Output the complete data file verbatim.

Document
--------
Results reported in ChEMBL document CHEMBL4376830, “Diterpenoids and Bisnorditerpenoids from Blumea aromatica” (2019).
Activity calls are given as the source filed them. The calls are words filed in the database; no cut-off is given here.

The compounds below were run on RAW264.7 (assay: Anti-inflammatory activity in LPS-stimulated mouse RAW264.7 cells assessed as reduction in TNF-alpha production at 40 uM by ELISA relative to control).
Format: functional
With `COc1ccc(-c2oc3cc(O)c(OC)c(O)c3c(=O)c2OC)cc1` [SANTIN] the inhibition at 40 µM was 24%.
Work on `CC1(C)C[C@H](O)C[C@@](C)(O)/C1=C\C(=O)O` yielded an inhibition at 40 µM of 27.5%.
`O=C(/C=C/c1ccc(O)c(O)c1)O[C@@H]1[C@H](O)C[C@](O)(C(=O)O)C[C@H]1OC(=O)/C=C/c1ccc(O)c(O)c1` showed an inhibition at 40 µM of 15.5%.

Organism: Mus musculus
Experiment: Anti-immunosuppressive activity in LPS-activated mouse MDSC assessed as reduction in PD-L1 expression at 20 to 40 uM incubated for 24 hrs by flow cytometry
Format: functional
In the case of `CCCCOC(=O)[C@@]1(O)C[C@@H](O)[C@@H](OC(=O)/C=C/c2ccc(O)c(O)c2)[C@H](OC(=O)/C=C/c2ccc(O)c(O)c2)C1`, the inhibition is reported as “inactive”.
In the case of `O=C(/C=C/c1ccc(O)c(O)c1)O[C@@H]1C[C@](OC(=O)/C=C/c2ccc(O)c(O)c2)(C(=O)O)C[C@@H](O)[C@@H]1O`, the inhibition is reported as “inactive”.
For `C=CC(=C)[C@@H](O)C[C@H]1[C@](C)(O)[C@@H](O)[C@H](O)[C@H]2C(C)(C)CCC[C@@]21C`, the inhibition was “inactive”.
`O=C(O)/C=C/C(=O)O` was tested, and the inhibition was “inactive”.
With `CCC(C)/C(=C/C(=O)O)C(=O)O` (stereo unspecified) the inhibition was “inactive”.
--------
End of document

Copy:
Results reported in ChEMBL document CHEMBL4376830, “Diterpenoids and Bisnorditerpenoids from Blumea aromatica” (2019).
Activity calls are given as the source filed them. The calls are words filed in the database; no cut-off is given here.

The compounds below were run on RAW264.7 (assay: Anti-inflammatory activity in LPS-stimulated mouse RAW264.7 cells assessed as reduction in TNF-alpha production at 40 uM by ELISA relative to control).
Format: functional
With `COc1ccc(-c2oc3cc(O)c(OC)c(O)c3c(=O)c2OC)cc1` [SANTIN] the inhibition at 40 µM was 24%.
Work on `CC1(C)C[C@H](O)C[C@@](C)(O)/C1=C\C(=O)O` yielded an inhibition at 40 µM of 27.5%.
`O=C(/C=C/c1ccc(O)c(O)c1)O[C@@H]1[C@H](O)C[C@](O)(C(=O)O)C[C@H]1OC(=O)/C=C/c1ccc(O)c(O)c1` showed an inhibition at 40 µM of 15.5%.

Organism: Mus musculus
Experiment: Anti-immunosuppressive activity in LPS-activated mouse MDSC assessed as reduction in PD-L1 expression at 20 to 40 uM incubated for 24 hrs by flow cytometry
Format: functional
In the case of `CCCCOC(=O)[C@@]1(O)C[C@@H](O)[C@@H](OC(=O)/C=C/c2ccc(O)c(O)c2)[C@H](OC(=O)/C=C/c2ccc(O)c(O)c2)C1`, the inhibition is reported as “inactive”.
In the case of `O=C(/C=C/c1ccc(O)c(O)c1)O[C@@H]1C[C@](OC(=O)/C=C/c2ccc(O)c(O)c2)(C(=O)O)C[C@@H](O)[C@@H]1O`, the inhibition is reported as “inactive”.
For `C=CC(=C)[C@@H](O)C[C@H]1[C@](C)(O)[C@@H](O)[C@H](O)[C@H]2C(C)(C)CCC[C@@]21C`, the inhibition was “inactive”.
`O=C(O)/C=C/C(=O)O` was tested, and the inhibition was “inactive”.
With `CCC(C)/C(=C/C(=O)O)C(=O)O` (stereo unspecified) the inhibition was “inactive”.